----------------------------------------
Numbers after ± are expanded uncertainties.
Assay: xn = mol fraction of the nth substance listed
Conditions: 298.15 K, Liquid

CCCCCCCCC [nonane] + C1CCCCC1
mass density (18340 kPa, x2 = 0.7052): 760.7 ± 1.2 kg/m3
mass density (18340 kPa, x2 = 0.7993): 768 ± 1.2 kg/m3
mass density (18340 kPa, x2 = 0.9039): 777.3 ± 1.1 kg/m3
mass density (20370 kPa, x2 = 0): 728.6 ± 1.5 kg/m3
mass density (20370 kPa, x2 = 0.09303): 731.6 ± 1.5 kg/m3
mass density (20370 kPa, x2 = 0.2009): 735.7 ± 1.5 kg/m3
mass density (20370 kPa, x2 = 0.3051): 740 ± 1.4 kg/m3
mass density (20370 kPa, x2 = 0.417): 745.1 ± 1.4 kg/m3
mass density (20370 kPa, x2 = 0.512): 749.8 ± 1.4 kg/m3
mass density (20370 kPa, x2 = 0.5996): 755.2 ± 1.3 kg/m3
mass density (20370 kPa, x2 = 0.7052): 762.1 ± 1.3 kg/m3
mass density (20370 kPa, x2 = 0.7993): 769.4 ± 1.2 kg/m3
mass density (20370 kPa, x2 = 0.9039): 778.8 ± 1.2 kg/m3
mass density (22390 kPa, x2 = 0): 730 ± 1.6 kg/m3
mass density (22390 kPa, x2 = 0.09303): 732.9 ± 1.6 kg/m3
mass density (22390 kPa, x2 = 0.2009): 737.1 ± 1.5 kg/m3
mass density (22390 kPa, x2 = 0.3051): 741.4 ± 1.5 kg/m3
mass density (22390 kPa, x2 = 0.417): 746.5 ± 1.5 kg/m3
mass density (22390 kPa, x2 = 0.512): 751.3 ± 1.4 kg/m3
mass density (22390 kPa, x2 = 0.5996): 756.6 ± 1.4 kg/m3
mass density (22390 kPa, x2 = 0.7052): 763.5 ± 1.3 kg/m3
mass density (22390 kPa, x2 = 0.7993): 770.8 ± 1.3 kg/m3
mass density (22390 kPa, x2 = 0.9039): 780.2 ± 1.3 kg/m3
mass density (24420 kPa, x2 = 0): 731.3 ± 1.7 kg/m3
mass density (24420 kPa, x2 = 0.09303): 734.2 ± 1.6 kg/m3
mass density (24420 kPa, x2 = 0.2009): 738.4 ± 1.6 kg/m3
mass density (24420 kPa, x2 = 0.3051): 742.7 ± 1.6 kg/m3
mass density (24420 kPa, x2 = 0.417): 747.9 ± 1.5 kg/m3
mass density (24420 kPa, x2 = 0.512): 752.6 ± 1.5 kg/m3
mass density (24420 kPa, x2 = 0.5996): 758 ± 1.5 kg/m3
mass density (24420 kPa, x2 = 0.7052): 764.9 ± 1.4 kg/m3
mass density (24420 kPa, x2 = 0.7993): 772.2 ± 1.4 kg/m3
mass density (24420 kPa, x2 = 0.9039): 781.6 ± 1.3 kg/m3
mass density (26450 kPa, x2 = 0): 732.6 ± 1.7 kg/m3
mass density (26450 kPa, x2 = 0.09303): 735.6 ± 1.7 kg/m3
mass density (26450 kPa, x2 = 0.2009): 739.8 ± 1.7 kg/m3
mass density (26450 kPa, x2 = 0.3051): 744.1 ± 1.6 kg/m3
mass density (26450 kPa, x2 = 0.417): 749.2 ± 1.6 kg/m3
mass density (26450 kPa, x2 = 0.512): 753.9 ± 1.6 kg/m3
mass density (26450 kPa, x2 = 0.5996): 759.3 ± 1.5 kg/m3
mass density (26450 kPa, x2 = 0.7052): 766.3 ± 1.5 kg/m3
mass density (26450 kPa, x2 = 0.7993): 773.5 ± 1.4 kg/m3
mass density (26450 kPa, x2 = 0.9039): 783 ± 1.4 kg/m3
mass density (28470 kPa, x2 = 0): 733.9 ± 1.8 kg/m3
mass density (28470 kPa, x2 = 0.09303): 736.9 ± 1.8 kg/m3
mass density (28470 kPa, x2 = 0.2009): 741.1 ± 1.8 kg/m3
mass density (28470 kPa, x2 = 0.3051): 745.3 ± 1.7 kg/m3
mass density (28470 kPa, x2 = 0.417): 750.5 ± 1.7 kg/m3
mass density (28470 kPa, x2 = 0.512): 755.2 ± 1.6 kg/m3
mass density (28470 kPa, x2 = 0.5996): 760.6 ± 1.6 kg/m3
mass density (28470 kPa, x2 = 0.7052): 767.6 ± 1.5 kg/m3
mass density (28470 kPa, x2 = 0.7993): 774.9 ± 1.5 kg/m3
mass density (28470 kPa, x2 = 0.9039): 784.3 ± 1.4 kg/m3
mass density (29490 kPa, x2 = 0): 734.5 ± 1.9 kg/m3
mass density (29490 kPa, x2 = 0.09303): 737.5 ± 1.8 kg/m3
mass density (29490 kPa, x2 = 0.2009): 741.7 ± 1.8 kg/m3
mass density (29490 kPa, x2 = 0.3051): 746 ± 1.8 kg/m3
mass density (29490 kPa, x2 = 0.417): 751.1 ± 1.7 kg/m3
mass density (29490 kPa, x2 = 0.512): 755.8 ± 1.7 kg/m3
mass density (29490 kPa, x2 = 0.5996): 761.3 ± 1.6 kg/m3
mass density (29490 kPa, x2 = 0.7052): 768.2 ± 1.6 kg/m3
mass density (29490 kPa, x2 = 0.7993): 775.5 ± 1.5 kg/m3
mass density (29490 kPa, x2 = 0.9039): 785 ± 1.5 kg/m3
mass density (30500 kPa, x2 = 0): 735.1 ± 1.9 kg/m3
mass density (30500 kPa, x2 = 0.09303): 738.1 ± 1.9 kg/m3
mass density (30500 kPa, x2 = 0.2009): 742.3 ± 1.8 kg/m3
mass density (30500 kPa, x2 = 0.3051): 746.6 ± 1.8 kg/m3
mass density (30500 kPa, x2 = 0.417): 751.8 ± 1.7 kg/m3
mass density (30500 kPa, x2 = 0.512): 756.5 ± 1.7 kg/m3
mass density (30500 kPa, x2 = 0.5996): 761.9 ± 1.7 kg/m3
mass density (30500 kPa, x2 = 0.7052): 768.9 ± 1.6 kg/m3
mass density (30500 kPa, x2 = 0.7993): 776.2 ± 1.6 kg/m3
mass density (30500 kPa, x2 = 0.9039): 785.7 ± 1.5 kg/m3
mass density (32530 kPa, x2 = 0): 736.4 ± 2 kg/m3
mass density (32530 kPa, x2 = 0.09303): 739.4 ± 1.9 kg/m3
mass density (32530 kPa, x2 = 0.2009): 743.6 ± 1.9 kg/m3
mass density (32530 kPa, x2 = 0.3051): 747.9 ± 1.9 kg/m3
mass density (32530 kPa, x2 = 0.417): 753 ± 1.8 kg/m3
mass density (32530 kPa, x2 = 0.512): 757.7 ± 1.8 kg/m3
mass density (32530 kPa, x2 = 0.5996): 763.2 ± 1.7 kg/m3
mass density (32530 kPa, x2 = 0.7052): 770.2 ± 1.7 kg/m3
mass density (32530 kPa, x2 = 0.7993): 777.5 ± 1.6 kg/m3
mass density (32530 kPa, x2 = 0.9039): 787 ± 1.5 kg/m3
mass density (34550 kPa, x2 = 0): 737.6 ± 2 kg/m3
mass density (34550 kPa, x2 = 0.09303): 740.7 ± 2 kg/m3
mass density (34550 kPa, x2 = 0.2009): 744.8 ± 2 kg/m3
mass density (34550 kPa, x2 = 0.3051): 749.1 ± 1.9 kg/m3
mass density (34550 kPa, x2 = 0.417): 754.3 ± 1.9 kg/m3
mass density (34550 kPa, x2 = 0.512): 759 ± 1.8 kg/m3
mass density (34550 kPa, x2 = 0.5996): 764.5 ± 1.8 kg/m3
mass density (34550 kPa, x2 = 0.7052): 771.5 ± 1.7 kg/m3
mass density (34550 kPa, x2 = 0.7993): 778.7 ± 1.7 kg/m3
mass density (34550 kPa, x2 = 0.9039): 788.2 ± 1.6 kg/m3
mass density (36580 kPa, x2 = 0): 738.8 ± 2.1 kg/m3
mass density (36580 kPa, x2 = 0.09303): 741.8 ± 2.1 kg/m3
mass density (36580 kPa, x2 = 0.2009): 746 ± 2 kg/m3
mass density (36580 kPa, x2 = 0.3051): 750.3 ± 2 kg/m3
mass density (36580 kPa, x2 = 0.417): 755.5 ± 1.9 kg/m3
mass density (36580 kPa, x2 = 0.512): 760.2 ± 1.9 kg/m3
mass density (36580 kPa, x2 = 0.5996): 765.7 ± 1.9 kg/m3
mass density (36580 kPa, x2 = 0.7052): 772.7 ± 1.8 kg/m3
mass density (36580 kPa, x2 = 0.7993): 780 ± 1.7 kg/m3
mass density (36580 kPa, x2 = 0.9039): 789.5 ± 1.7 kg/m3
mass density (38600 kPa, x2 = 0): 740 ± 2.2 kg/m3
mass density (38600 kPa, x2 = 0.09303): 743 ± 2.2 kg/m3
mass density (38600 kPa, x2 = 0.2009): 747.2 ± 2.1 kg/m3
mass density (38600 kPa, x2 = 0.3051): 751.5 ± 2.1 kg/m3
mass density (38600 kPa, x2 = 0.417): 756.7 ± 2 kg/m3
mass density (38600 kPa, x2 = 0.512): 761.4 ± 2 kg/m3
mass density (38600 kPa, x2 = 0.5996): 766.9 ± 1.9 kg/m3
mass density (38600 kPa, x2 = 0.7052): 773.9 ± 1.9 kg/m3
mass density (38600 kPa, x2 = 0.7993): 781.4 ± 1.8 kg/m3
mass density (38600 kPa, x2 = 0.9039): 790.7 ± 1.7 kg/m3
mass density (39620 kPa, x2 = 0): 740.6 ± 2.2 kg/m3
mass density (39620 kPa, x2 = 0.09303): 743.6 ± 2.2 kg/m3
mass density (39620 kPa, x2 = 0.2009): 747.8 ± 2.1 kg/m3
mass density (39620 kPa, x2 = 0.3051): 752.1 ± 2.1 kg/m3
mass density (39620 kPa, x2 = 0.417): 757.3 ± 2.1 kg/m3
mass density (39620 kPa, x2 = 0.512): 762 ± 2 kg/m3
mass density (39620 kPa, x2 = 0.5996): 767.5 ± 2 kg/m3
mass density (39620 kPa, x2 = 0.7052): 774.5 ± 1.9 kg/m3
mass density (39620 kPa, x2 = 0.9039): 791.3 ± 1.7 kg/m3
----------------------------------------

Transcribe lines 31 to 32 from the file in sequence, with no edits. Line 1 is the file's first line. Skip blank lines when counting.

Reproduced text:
mass density (24420 kPa, x2 = 0.3051): 742.7 ± 1.6 kg/m3
mass density (24420 kPa, x2 = 0.417): 747.9 ± 1.5 kg/m3